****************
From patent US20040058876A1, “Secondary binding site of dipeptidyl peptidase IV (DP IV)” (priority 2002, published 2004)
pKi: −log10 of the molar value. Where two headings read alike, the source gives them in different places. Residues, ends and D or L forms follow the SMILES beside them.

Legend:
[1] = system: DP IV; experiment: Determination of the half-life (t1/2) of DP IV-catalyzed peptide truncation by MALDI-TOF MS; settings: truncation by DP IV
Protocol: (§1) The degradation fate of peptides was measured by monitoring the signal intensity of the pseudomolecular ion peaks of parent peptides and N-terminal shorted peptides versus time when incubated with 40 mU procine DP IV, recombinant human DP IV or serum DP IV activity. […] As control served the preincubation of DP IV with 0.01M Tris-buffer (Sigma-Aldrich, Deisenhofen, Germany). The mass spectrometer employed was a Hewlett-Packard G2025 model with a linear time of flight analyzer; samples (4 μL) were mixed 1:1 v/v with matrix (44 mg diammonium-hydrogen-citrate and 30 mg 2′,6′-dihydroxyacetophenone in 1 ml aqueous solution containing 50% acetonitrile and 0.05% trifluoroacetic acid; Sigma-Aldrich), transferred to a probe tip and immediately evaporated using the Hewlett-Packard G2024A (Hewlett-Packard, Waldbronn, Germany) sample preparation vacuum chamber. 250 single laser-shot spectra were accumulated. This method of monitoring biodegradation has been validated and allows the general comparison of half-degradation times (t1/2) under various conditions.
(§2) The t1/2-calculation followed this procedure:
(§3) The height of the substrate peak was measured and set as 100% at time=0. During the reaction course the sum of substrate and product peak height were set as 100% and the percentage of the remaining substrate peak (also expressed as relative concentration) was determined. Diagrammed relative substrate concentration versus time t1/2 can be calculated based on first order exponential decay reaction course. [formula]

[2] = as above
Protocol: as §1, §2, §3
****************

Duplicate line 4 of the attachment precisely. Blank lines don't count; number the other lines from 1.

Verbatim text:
[1] = system: DP IV; experiment: Determination of the half-life (t1/2) of DP IV-catalyzed peptide truncation by MALDI-TOF MS; settings: truncation by DP IV